Tyson Foods, the world’s largest animal agriculture company, announced the launch of a $150 million venture capital fund, Tyson New Ventures, LLC, on Monday. The fund will invest in “companies developing breakthrough technologies, business models and products to sustainably feed a growing world population.”
The operative word in the announcement is “sustainably,” an implicit admission by Tyson that animal agriculture–their multi-billion dollar business model–is environmentally unsustainable.
Tyson explained that the fund will concentrate on “commercializing delicious, safe and affordable alternative proteins,” a welcome and now less surprising decision following the company’s recent purchase of a 5% stake in Beyond Meat, a plant-based meat company. Tyson stated the Beyond Meat investment is the first investment by their venture capital fund.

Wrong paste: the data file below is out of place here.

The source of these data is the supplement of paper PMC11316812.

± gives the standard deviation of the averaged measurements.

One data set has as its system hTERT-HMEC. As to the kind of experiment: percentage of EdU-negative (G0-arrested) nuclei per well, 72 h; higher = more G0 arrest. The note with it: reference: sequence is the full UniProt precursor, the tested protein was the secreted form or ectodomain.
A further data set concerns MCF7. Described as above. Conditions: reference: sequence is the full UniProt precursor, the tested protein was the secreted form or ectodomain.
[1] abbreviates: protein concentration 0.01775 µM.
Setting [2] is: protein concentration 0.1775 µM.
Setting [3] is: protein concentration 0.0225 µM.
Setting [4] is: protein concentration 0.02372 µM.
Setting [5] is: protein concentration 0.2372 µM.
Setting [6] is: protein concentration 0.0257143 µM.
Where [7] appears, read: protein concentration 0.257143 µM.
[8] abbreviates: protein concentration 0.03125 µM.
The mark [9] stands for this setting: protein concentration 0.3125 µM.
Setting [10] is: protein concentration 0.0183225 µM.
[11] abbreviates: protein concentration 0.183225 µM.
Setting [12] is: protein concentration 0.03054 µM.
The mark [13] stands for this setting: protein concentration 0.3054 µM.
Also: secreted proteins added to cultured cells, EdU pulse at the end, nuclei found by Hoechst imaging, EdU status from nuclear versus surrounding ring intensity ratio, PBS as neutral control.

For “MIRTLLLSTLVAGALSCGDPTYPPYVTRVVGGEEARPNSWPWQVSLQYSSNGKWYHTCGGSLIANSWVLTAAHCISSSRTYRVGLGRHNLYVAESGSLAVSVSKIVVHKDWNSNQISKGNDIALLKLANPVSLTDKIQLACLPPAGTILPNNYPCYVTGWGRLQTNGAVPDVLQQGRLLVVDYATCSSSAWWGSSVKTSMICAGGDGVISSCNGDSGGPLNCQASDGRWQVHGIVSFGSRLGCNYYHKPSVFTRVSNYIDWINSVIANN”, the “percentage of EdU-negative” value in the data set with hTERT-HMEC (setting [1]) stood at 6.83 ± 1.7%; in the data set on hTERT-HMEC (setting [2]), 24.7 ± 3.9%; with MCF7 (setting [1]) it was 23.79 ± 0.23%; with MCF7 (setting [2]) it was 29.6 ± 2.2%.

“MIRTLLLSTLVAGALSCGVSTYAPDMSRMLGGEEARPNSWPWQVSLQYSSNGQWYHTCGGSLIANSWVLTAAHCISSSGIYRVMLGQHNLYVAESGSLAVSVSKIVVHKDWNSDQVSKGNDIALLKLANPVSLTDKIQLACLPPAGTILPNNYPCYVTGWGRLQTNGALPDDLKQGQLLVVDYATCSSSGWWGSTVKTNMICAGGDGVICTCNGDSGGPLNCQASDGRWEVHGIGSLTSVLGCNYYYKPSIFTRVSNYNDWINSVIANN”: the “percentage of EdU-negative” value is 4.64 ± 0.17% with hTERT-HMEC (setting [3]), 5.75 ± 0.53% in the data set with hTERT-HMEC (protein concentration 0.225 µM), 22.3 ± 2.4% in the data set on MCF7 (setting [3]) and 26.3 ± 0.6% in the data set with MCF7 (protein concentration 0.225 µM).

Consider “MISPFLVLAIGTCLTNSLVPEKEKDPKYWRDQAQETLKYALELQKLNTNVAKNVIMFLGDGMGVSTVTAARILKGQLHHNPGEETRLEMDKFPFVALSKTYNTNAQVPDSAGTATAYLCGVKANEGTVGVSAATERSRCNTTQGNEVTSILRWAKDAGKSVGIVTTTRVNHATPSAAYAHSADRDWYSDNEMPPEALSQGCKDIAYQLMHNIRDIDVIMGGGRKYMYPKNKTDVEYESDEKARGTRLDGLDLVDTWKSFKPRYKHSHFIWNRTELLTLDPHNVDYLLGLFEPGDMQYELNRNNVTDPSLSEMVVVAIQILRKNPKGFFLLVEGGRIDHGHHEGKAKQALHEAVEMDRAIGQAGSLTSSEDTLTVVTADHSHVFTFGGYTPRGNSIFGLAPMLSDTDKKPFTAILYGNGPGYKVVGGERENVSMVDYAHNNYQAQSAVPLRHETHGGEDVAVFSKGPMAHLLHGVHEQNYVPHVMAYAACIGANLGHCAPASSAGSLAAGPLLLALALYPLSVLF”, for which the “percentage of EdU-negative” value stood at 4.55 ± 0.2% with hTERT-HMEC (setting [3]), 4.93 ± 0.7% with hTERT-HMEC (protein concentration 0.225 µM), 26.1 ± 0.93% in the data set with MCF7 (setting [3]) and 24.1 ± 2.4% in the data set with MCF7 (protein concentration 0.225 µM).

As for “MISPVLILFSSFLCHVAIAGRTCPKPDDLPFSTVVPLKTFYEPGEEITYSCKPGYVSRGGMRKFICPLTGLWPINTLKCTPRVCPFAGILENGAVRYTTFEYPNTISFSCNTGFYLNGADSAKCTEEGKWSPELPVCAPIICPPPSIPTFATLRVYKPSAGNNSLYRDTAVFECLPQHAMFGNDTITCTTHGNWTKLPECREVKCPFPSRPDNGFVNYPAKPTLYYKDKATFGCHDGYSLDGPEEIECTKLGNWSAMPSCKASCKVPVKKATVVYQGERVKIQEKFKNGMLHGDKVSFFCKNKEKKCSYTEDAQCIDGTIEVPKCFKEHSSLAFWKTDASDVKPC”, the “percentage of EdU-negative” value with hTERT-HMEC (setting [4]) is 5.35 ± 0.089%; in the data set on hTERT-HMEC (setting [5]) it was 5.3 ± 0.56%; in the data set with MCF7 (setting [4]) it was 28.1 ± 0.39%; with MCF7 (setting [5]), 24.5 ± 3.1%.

“We intend to collaborate with promising food entrepreneurs who are pioneering new products and technology that are making meaningful changes and improvement to food systems,” said Monica McGurk, executive vice president of strategy and new ventures and president of food service for Tyson Foods.
Tyson stated they are “seeking startups that complement [their] existing business and product development efforts” and that they “will focus on the areas of alternative proteins, elimination of food waste and leveraging innovative trends in technology.”
The announcement indicates Tyson may recognize the growing health, environmental, and ethical concerns over using animals for food. The company likely created this fund to diversify its portfolio and stay competitive in a rapidly changing food space. It may also help improve Tyson’s public image after a series of unfavorable lawsuits, undercover investigations, and shareholder grievances that likely contributed to a recent earnings shortfall.
The trend of animal agriculture companies investing in plant-based food startups is encouraging. Last year, General Mills started its own fund and purchased a stake in Kite Hill and Beyond Meat. As the behemoth in the industry, Tyson’s new fund may inspire other animal agriculture companies to follow suit. Tyson’s own plant-based chicken may not be far behind. With their name recognition, consumer acceptance, financial leverage, and shelf space, such a move would be a game changer for farmed animals.